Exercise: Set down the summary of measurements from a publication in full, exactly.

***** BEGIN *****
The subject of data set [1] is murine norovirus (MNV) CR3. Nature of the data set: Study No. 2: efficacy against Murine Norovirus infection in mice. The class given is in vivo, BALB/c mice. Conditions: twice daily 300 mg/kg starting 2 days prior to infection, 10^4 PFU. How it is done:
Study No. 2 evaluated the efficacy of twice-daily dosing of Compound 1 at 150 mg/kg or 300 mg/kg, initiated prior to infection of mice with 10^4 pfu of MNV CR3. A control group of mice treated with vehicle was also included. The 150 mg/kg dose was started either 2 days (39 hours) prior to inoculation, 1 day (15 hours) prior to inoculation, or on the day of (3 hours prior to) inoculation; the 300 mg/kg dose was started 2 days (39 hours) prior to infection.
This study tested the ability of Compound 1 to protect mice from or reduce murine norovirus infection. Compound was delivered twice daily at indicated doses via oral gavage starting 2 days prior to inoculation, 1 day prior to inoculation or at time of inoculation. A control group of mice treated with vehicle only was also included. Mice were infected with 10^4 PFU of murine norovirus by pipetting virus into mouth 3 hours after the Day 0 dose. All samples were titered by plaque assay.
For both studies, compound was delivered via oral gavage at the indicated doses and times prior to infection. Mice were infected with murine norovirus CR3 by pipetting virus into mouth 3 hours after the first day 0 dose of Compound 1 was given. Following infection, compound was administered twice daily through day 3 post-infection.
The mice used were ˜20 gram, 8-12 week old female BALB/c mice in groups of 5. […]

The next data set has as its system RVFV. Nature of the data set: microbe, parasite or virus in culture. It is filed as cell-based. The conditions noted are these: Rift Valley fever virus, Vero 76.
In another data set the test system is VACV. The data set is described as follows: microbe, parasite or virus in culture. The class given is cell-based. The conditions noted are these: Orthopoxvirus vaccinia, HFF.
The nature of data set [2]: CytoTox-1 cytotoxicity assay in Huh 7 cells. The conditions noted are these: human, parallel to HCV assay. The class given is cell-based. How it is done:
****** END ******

The subject of data set [1] is murine norovirus (MNV) CR3. Nature of the data set: Study No. 2: efficacy against Murine Norovirus infection in mice. The class given is in vivo, BALB/c mice. Conditions: twice daily 300 mg/kg starting 2 days prior to infection, 10^4 PFU. How it is done:
Study No. 2 evaluated the efficacy of twice-daily dosing of Compound 1 at 150 mg/kg or 300 mg/kg, initiated prior to infection of mice with 10^4 pfu of MNV CR3. A control group of mice treated with vehicle was also included. The 150 mg/kg dose was started either 2 days (39 hours) prior to inoculation, 1 day (15 hours) prior to inoculation, or on the day of (3 hours prior to) inoculation; the 300 mg/kg dose was started 2 days (39 hours) prior to infection.
This study tested the ability of Compound 1 to protect mice from or reduce murine norovirus infection. Compound was delivered twice daily at indicated doses via oral gavage starting 2 days prior to inoculation, 1 day prior to inoculation or at time of inoculation. A control group of mice treated with vehicle only was also included. Mice were infected with 10^4 PFU of murine norovirus by pipetting virus into mouth 3 hours after the Day 0 dose. All samples were titered by plaque assay.
For both studies, compound was delivered via oral gavage at the indicated doses and times prior to infection. Mice were infected with murine norovirus CR3 by pipetting virus into mouth 3 hours after the first day 0 dose of Compound 1 was given. Following infection, compound was administered twice daily through day 3 post-infection.
The mice used were ˜20 gram, 8-12 week old female BALB/c mice in groups of 5. […]

The next data set has as its system RVFV. Nature of the data set: microbe, parasite or virus in culture. It is filed as cell-based. The conditions noted are these: Rift Valley fever virus, Vero 76.
In another data set the test system is VACV. The data set is described as follows: microbe, parasite or virus in culture. The class given is cell-based. The conditions noted are these: Orthopoxvirus vaccinia, HFF.
The nature of data set [2]: CytoTox-1 cytotoxicity assay in Huh 7 cells. The conditions noted are these: human, parallel to HCV assay. The class given is cell-based. How it is done: